Kids are more and more Web-savvy these days. They play games, work on their vocabulary and do math exercises -- all online. But some of those kid-friendly Web sites they go to may be opening doors to other content parents don't want them to see.
Parents might think Nickelodeon's Web site Nick.com is worry-free.
Robin Stoehr never thought twice about her kids, 8 and 11, using it until she saw games like Naughty Baby-Sitter and Spank the Monkey.
"I wouldn't have imagined that they could get in there so quickly and easily and see things that they shouldn't be seeing," Stoehr said.
By clicking "more" on Nick.com's Games site, her kids could tap into racy and even violent adult-themed games. And while those Games are hosted on a different Web site, the Nickelodeon logo was still on top.
How is this happening? Nick.com links to AddictingGames.com, another site the company owns.
There is notification on the Nick.com to signal when a user is leaving for AddictingGames.com, Nickelodeon told ABC News said in a statement. (CLICK HERE to read the full statement)
Nickelodeon says it is constantly reviewing its policies and hired Internet safety lawyer Parry Aftab, executive director of Wiredsafety.org.
Aftab has been closely watching a proliferation of sites she says are blurring the lines between child and adult content.
"You're seeing cartoons, you're seeing what looks kid-friendly," Aftab said. "But underneath it all it may not be."
She took us to a site called GaiaOnline.com and set out to chat. And within minutes the game was asking Aftab to engage in kissing.
Keeping Kids Away From Adult Web Sites
ABC News also reached out to GaiaOnline. The company tells us it prohibits users under the age of 13, and that it has hundreds of moderators who remove questionable content. The company said in a statement that "we have taken every reasonable step to ensure that GaiaOnline is safe, and that breaches of safety or privacy are swiftly reached to." (CLICK HERE to read the full statement)
"The sites need to recognize they have to have good moderators, good filtering tools and they need to watch their links," Aftab said.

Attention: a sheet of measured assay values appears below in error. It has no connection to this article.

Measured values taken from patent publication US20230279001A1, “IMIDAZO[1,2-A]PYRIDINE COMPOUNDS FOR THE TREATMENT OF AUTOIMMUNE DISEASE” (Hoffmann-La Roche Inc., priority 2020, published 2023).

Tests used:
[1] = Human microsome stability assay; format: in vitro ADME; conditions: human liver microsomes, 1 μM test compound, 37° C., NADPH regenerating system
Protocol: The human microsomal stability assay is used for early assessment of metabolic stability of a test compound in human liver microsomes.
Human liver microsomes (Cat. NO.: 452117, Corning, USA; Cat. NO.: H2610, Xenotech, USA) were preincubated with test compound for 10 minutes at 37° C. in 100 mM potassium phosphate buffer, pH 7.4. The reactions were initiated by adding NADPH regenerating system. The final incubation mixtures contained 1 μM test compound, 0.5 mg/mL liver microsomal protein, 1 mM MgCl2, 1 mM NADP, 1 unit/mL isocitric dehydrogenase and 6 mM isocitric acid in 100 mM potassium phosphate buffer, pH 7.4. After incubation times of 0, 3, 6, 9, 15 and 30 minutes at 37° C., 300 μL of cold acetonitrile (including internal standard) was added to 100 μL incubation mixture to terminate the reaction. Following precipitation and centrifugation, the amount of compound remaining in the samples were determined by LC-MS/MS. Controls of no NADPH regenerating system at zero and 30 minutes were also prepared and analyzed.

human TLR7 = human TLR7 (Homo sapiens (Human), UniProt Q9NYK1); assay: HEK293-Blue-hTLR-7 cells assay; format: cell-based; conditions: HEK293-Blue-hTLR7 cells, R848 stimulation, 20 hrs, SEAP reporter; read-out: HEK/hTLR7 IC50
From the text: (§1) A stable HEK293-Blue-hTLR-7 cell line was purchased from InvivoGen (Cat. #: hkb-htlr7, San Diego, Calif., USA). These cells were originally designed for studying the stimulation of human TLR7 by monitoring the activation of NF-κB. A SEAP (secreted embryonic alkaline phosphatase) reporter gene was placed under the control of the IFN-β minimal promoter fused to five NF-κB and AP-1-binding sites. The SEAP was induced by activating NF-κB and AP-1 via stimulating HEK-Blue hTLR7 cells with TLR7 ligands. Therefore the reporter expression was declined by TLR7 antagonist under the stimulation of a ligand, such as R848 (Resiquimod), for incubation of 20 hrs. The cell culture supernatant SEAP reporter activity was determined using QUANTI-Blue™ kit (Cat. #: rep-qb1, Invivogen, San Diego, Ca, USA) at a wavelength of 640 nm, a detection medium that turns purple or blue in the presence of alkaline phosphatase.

Kim Komando regularly gets questions from concerned parents on her nationwide technology show.
"Kids are so technologically savvy," she said. "If there's a way around it. They're going to find a way around it."
Her biggest worry lately? The newest frontier: small programs, or "apps," for hand-held devices.
Any kid with a few minutes on an iPod touch or an iPhone can easily trip across and download apps like "Virtual Girlfriend."
"She'll perform little shows for you then you can zoom in on certain areas," Komando explained, calling it "pretty suggestive."
Apple points out its devices have parental controls that use age-based ratings. We had difficulty finding them, and the explicit language filter we did find didn't block the Pocket Girlfriend app. The company also said that on Apple.com you can find detailed information on parental controls and how to use them in the iPhone and iTunes pages of the site. (CLICK HERE to read the full statement)
Ipods and iphones are popular holiday gifts, and Aftab says parents need to ask "what can your kids do and how can they do it, before you plunk down your money this holiday season."
Aftab has advice for parents on preventing your children from finding their way to these Web sites.
Advice for Parents: Be Proactive, Demand Safety
Evaluate the "three Cs" -- content, contact and conduct.
What can your kid see on site? Who can they talk to and what can they say? And what can they do there?
"You've got to make sure that game is right and the only way to do it is to sit down and play it and watch it," she said. "There's some good things out there."
Aftab recommends online games such as Disney's ClubPenguin, Webkins, Build-a-Bearville and KidZui.
When kids ask for a device, ask them to explain these things and all the things they can do, Aftab advises.
Kids have "more power in their backpacks, pockets and purses these days than they ever had before," she said.
Don't take Web sites for granted.
You can't take anything for granted, Aftab says. Just because a site looks like it was designed for kids, it does not mean it is for kids.
Demand safety from the brands you trust.
Be demanding, Aftab says. If you find something questionable from a brand you trust, send them an e-mail.